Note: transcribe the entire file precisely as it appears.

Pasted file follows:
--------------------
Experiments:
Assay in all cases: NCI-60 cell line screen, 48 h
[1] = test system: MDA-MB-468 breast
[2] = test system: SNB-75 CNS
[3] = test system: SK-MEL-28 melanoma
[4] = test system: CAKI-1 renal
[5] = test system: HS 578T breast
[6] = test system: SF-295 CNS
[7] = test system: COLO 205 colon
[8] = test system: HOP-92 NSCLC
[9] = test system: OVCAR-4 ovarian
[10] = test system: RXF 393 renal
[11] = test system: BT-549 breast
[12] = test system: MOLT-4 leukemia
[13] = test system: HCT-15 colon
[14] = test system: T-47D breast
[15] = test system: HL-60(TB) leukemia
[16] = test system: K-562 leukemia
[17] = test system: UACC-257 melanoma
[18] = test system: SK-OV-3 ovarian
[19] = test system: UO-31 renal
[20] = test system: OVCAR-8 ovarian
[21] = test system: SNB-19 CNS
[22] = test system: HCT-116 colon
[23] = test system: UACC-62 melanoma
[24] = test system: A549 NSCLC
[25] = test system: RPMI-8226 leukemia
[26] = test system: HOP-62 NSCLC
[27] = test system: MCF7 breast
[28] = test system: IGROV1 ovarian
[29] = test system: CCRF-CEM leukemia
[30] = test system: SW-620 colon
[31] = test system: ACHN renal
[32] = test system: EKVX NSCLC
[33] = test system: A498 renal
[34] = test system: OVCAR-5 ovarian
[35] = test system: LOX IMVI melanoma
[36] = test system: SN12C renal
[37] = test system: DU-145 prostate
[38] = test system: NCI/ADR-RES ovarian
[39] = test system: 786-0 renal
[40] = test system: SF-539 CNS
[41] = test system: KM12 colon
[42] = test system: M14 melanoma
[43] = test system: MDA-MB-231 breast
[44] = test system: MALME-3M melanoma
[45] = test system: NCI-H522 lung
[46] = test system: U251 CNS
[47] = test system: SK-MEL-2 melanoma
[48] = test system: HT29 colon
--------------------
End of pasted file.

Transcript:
Experiments:
Assay in all cases: NCI-60 cell line screen, 48 h
[1] = test system: MDA-MB-468 breast
[2] = test system: SNB-75 CNS
[3] = test system: SK-MEL-28 melanoma
[4] = test system: CAKI-1 renal
[5] = test system: HS 578T breast
[6] = test system: SF-295 CNS
[7] = test system: COLO 205 colon
[8] = test system: HOP-92 NSCLC
[9] = test system: OVCAR-4 ovarian
[10] = test system: RXF 393 renal
[11] = test system: BT-549 breast
[12] = test system: MOLT-4 leukemia
[13] = test system: HCT-15 colon
[14] = test system: T-47D breast
[15] = test system: HL-60(TB) leukemia
[16] = test system: K-562 leukemia
[17] = test system: UACC-257 melanoma
[18] = test system: SK-OV-3 ovarian
[19] = test system: UO-31 renal
[20] = test system: OVCAR-8 ovarian
[21] = test system: SNB-19 CNS
[22] = test system: HCT-116 colon
[23] = test system: UACC-62 melanoma
[24] = test system: A549 NSCLC
[25] = test system: RPMI-8226 leukemia
[26] = test system: HOP-62 NSCLC
[27] = test system: MCF7 breast
[28] = test system: IGROV1 ovarian
[29] = test system: CCRF-CEM leukemia
[30] = test system: SW-620 colon
[31] = test system: ACHN renal
[32] = test system: EKVX NSCLC
[33] = test system: A498 renal
[34] = test system: OVCAR-5 ovarian
[35] = test system: LOX IMVI melanoma
[36] = test system: SN12C renal
[37] = test system: DU-145 prostate
[38] = test system: NCI/ADR-RES ovarian
[39] = test system: 786-0 renal
[40] = test system: SF-539 CNS
[41] = test system: KM12 colon
[42] = test system: M14 melanoma
[43] = test system: MDA-MB-231 breast
[44] = test system: MALME-3M melanoma
[45] = test system: NCI-H522 lung
[46] = test system: U251 CNS
[47] = test system: SK-MEL-2 melanoma
[48] = test system: HT29 colon